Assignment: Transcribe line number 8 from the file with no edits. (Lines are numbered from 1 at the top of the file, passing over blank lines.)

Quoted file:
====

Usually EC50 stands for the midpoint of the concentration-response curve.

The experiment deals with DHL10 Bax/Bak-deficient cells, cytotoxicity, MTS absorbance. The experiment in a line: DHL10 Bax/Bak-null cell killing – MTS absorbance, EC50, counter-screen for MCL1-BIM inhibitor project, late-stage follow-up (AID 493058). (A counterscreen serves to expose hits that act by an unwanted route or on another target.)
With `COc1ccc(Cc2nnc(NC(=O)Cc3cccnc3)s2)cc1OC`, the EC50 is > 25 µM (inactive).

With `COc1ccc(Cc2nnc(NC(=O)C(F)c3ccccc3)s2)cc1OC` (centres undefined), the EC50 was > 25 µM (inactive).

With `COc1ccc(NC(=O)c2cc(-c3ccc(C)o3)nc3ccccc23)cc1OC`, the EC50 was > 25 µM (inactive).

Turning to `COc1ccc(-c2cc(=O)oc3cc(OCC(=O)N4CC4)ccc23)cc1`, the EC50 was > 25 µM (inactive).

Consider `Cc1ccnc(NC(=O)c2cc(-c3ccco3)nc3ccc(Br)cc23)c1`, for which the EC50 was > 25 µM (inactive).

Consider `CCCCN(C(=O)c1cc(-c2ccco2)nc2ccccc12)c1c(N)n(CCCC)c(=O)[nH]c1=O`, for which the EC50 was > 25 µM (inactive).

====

Consider `CCCCN(C(=O)c1cc(-c2ccco2)nc2ccccc12)c1c(N)n(CCCC)c(=O)[nH]c1=O`, for which the EC50 was > 25 µM (inactive).